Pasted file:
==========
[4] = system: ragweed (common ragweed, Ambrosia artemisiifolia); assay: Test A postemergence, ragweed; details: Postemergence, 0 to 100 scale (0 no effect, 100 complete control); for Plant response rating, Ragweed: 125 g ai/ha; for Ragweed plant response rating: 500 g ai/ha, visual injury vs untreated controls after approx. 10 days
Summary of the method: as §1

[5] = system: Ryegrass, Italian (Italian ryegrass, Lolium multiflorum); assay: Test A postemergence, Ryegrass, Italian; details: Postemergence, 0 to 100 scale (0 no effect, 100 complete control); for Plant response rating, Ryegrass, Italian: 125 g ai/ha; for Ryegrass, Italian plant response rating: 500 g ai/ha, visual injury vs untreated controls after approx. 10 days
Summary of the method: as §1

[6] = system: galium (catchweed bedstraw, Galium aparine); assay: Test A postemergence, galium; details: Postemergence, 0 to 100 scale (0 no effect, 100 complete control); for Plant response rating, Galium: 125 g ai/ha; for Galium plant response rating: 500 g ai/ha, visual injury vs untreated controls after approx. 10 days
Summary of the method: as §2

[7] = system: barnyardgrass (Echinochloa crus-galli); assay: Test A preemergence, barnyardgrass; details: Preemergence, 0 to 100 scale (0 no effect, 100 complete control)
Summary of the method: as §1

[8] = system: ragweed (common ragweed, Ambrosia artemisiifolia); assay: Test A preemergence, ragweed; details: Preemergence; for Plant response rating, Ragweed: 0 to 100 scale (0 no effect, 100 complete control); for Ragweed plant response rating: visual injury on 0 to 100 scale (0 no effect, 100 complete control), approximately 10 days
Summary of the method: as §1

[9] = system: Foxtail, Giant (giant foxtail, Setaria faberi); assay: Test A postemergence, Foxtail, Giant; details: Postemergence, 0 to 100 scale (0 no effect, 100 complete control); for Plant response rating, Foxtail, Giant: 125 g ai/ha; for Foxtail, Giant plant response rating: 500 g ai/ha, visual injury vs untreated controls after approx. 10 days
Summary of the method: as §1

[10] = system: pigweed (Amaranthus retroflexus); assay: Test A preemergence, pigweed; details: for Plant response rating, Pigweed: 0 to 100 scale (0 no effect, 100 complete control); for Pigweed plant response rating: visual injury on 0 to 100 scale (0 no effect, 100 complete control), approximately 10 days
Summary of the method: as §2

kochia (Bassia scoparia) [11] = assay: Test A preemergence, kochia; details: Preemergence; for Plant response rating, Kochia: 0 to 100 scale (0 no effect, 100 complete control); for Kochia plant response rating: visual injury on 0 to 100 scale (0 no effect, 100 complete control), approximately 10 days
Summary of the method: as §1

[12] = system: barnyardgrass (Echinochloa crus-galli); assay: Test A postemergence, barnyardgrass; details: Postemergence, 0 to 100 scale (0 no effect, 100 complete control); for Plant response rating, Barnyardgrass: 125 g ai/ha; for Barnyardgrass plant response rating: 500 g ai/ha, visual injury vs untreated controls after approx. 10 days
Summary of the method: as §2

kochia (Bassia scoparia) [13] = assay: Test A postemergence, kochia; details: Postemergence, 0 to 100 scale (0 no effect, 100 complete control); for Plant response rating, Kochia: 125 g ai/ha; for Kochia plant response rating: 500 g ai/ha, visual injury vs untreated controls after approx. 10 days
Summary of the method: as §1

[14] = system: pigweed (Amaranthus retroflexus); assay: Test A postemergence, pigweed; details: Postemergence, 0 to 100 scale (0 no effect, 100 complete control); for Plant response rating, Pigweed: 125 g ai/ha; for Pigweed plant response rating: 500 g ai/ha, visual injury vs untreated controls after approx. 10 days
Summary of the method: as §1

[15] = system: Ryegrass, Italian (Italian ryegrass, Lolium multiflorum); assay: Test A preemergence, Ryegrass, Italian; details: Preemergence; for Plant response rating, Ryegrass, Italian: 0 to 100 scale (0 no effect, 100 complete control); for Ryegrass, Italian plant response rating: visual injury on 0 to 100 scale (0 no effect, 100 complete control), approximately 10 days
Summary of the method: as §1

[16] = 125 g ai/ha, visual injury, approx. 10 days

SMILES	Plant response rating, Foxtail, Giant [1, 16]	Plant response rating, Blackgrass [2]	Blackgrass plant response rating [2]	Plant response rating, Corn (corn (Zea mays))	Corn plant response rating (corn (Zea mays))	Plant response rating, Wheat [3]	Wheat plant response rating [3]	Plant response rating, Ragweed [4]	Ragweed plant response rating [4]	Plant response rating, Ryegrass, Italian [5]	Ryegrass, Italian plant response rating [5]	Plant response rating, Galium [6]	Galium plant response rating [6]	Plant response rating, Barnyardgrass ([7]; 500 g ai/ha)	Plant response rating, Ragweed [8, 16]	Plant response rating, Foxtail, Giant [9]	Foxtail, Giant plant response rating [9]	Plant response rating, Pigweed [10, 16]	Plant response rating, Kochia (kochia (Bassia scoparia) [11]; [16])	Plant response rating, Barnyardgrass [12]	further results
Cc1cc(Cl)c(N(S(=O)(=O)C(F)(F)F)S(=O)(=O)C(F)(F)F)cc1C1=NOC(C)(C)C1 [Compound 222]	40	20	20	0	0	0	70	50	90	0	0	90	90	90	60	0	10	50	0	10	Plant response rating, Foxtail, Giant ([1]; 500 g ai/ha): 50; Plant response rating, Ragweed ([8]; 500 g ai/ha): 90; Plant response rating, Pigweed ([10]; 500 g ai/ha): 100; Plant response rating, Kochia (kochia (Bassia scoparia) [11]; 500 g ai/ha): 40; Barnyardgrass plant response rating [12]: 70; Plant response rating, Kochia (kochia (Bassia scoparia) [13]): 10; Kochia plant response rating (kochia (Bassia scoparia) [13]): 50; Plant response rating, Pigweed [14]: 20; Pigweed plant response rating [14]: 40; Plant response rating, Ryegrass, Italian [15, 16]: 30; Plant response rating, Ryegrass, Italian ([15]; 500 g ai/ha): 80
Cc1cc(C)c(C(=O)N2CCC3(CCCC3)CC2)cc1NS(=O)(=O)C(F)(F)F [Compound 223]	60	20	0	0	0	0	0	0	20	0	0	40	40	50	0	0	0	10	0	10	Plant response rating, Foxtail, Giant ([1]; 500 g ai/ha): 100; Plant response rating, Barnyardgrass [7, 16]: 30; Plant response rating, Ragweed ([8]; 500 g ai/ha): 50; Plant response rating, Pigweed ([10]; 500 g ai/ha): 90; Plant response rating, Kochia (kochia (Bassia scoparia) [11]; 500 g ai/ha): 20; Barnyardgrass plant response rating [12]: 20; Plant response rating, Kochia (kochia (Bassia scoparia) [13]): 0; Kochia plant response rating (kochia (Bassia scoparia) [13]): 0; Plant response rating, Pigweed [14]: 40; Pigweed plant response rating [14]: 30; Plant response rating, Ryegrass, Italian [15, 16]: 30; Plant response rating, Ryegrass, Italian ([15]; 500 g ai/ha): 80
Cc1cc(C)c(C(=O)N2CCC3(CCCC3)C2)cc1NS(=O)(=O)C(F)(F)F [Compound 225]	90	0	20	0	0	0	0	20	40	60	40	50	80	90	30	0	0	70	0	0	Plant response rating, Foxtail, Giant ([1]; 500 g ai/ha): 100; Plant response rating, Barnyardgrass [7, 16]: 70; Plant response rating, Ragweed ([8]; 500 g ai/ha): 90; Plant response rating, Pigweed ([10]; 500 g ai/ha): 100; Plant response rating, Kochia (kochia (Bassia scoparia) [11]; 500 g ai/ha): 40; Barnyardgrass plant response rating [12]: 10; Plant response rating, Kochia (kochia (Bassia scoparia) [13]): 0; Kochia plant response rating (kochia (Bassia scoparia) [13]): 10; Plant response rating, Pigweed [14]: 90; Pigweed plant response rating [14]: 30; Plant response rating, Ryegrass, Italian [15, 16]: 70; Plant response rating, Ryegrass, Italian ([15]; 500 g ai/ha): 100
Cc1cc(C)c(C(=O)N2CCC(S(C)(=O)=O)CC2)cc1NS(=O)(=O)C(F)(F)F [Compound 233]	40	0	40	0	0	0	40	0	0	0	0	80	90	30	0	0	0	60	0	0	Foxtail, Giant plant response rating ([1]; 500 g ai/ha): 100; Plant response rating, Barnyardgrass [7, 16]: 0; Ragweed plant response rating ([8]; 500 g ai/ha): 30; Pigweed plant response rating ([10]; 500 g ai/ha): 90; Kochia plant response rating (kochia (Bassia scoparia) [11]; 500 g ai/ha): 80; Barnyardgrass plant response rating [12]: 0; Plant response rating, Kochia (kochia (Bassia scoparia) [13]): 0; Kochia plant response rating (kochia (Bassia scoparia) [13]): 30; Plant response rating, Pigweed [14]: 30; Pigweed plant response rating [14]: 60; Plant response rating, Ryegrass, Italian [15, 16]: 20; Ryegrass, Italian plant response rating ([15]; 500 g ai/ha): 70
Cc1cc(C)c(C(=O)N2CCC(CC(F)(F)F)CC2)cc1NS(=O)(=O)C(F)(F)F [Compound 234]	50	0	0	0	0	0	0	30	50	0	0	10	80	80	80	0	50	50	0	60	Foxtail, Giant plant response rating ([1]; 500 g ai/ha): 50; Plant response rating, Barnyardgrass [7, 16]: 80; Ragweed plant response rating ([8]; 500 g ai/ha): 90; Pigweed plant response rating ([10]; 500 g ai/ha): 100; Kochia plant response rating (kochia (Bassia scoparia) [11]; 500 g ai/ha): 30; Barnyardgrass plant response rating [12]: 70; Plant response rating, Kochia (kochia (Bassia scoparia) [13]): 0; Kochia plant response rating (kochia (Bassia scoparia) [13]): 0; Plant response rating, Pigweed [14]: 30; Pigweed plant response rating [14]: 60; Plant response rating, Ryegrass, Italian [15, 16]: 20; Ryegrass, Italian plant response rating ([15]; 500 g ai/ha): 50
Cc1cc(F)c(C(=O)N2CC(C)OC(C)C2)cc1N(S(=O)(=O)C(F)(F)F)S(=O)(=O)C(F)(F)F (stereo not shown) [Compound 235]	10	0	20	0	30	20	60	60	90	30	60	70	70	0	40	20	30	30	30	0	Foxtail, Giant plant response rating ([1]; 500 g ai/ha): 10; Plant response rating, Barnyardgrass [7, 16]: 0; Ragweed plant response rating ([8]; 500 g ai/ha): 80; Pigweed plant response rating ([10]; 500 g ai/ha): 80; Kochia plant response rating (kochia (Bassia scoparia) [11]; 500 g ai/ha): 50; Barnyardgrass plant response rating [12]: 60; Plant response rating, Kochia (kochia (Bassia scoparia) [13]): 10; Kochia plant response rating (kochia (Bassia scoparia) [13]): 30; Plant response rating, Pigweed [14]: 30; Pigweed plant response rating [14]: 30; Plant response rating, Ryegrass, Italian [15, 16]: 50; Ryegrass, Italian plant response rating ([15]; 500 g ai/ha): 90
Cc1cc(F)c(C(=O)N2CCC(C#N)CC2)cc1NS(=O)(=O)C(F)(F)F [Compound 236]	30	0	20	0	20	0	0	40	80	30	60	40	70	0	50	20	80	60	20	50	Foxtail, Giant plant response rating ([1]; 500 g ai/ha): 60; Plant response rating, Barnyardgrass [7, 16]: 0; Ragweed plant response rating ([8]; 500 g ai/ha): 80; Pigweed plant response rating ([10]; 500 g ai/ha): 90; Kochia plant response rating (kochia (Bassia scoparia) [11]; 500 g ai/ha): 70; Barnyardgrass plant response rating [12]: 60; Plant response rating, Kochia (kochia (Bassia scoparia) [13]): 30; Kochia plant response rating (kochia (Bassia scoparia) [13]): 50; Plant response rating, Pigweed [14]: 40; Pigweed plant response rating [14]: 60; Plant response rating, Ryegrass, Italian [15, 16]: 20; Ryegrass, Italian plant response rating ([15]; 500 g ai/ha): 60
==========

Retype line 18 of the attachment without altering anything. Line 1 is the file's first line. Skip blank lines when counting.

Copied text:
Summary of the method: as §2